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I see plenty of product recommendation requests ("what product or brand fills my need?"), but apparently no (easily findable) reviews/answers ("here's my experience with brand X model Y"). I was looking for bike reviews, but perhaps that's somewhat out of scope for an SE site.

The position I find myself in currently: There are say 6 new bikes I'm considering, and I'm looking for insights beyond what I can glean from spec sheets and test rides - what living with those bikes is like for months or years. I can pose that as a big super-question or 6 more-specific questions. I'm not sure what response I'd get though, nor how long it might take to get owners to contribute a review's worth of answers.

The position I'll be in in a year: I will have bought and ridden bike X for 6 months, and I intend to write a review of both how I narrowed the field and chose the bike, as well as how I'm liking that bike. I would post that to a couple bike forums, but I'd also be willing to post it here.

Right now, I find myself wishing Bicycles.se held a union of all forums' review threads (cleaned up and voted into best-answer form) - that's what I'm looking for right now. So that's why I'm curious at the complete lack of bike reviews here currently. This seems like the best forum-spanning place to centralize and aggregate that information - but maybe not? I realize reviews are probably not a big part of most SE sites' traffic ("practical, answerable questions"), but they seem very near and dear to most bikers' interests.

So my questions:

  • Should I ask 6 specific "what's your experience with bike X?" questions, or a combo question, or don't ask at all?
  • Should I eventually post a review of my bike selection process?
  • Should I eventually post a review of bike X? (plus rejected bikes y/z/a/b/c too?)
  • Should I enter 'placeholder' questions so I have a place to put my reviews as answers?

Or are bike reviews just not appropriate for bicycles.se?

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This is covered here:

http://blog.stackoverflow.com/2010/11/qa-is-hard-lets-go-shopping/

Thus, when it comes to shopping questions, don’t ask us what you should buy — ask us what you need to learn to determine what you should buy.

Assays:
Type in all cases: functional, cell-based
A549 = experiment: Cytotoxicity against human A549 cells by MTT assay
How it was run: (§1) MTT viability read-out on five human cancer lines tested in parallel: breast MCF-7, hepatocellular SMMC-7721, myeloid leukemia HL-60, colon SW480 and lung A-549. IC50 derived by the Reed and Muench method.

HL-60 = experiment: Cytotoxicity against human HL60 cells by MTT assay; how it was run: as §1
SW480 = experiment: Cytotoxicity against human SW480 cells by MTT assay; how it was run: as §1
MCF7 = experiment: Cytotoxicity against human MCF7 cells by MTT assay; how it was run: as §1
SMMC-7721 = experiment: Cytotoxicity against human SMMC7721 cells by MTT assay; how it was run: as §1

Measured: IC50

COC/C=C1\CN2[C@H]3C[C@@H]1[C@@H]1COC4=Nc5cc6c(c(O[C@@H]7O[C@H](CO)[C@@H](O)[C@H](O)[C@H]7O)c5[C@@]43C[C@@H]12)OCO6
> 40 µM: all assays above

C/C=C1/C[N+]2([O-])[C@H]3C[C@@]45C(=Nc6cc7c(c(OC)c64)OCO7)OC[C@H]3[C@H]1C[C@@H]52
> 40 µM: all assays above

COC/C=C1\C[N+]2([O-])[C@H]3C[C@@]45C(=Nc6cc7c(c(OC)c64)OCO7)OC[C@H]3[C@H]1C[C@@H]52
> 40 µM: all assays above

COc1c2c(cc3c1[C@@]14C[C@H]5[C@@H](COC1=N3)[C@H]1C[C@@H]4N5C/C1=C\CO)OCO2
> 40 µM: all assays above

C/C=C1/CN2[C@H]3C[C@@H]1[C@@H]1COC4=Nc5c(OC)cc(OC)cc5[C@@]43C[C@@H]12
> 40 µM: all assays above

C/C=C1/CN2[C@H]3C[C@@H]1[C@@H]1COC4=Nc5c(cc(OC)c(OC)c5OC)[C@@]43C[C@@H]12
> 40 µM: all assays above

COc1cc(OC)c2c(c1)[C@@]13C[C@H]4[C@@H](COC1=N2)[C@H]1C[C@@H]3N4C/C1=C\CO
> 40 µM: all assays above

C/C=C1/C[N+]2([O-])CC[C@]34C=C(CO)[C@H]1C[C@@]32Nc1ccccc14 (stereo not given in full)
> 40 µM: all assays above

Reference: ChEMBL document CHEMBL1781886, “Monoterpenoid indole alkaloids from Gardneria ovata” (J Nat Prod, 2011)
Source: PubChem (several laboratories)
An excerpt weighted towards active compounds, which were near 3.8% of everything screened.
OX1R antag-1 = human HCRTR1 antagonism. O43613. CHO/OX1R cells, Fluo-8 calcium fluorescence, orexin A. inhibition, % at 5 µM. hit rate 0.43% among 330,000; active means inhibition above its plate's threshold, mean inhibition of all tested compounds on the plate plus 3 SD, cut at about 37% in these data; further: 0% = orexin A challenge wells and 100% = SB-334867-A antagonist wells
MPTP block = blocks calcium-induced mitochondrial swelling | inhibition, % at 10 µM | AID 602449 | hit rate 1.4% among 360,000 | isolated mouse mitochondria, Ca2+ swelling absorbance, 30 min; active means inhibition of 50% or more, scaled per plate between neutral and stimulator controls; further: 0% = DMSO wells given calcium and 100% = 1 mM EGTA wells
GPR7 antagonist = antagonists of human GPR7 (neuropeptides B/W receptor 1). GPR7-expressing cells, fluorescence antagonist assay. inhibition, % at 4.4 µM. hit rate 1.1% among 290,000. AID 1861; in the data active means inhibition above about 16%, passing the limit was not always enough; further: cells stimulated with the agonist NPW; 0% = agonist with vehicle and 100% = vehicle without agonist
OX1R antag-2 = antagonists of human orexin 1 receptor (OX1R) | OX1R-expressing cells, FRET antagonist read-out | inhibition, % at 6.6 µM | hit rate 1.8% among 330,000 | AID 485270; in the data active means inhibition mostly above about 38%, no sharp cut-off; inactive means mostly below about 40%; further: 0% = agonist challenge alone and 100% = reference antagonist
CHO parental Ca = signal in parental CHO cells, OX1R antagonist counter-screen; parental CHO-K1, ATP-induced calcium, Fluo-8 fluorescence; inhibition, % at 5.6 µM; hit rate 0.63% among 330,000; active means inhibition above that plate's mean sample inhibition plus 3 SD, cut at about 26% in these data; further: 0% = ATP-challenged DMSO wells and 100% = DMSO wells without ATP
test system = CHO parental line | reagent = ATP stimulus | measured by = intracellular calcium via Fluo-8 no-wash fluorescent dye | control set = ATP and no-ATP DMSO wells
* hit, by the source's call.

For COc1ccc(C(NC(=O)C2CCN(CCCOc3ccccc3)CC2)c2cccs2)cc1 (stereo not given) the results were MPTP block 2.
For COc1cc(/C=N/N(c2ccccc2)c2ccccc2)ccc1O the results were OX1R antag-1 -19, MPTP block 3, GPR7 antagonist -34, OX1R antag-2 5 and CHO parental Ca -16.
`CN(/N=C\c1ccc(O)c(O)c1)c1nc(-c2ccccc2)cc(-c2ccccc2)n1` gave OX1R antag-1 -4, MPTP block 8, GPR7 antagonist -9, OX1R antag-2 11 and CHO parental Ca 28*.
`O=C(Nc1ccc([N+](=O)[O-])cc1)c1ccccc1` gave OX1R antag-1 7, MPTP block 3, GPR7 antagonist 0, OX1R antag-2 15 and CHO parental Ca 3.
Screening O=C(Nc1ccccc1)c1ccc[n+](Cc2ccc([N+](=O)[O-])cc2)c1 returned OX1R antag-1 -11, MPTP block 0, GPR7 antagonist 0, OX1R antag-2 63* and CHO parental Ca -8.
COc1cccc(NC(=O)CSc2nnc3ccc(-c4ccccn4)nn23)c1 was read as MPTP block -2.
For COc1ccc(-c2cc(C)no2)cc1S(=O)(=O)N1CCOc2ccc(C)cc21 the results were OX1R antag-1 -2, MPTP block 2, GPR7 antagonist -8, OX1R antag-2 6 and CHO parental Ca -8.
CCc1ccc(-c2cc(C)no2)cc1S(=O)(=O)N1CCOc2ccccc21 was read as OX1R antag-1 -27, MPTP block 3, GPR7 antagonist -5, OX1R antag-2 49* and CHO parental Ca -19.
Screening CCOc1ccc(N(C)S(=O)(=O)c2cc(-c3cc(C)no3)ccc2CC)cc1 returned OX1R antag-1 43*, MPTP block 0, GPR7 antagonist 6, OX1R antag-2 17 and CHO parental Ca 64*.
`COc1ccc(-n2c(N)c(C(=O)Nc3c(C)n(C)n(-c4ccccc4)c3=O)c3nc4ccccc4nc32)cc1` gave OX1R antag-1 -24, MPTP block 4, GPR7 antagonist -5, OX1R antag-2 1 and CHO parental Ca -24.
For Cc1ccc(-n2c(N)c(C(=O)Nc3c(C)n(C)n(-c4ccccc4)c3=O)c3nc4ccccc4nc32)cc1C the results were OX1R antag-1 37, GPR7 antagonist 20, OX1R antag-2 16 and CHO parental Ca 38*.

If I had to summarize our network in a single word, that word is “learning”. People come to our sites to learn about topics they are passionate about. As the old Chinese proverb goes, “Give a man a fish and you feed him for a day. Teach a man to fish and you feed him for a lifetime.” Every question and answer ultimately should be about teaching and learning — yes, even the shopping ones.

  • Not what I was hoping to hear, but I understand your perspective. It seems like there's an opportunity here to improve the content and learning potential of SE sites by expanding beyond Q&A. But "do one thing well" will carry you a long way. – Joe Bronikowski Jun 22 '11 at 22:26
  • Doesn't it seem reasonable to share what you have learned about a specific brand of bike? – sixtyfootersdude Jul 6 '11 at 14:44
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Stack Exchange sites are at their best when someone asks a specific, focused question that has a single answer.

Bike reviews wouldn't work all that well in the Stack Exchange Q&A format.

(Although bike reviews would be great for a bicycles.SE blog if this site gets to that point, but that's another story...)

Forums are being updated continually. Any effort to create an index of forum reviews would be a time-consuming process and would get out of date quickly. It would also be shoehorning a use into a SE site that it wasn't designed to handle.

Where this site can be of use:

  • Bicycles.SE can help you make decisions on specific questions that come up while deciding on a bike. Are you considering a suspension fork? Are you undecided between a carbon or an aluminum frame? What about disc wheels on road bikes? What kinds of brakes should you look for? And so on.

  • You asked about how a bike will age: That might be a question all on its own. "How can I determine how well a bike will stand up over the years?", perhaps.

  • Certain models seem to be compared to other models with regularity, for example, the Trek 520 and the Surly LHT are often held up to each other. The Bike Friday Tikit and the Brompton are often similarly compared. (Et cetera.) Asking questions about the advantages and disadvantages of bikes that inevitably get compared sounds great, as long as the question focuses on the "why". (The 520 is easier to get ahold of to test-ride, the LHT is easier to configure; the Brommie folds smaller, but the Tikit can carry more cargo.) However, keep in mind that these bikes change a bit every year.


In summary, I'd save "Which bike should I buy" questions for the forums.

If you would prefer, you could always post draft questions to Meta first if you want people to help you refine them a bit before posting on the main site, or even ask about it in chat. We have plenty of people who'd be happy to help you make your questions better!

  • It wasn't so much the "which bike" question I wanted. What I had really hoped was this could be the place for my "how I chose" and "here's my review" answers. Would you go as far as saying it's inappropriate to post (detailed) reviews as answers to questions? – Joe Bronikowski Jun 22 '11 at 22:25
  • Yes, I'd agree; I've learned never to say "never", but I find it hard to envision any situation where posting a review as an answer would be appropriate for this site. – Neil Fein Jun 23 '11 at 3:16

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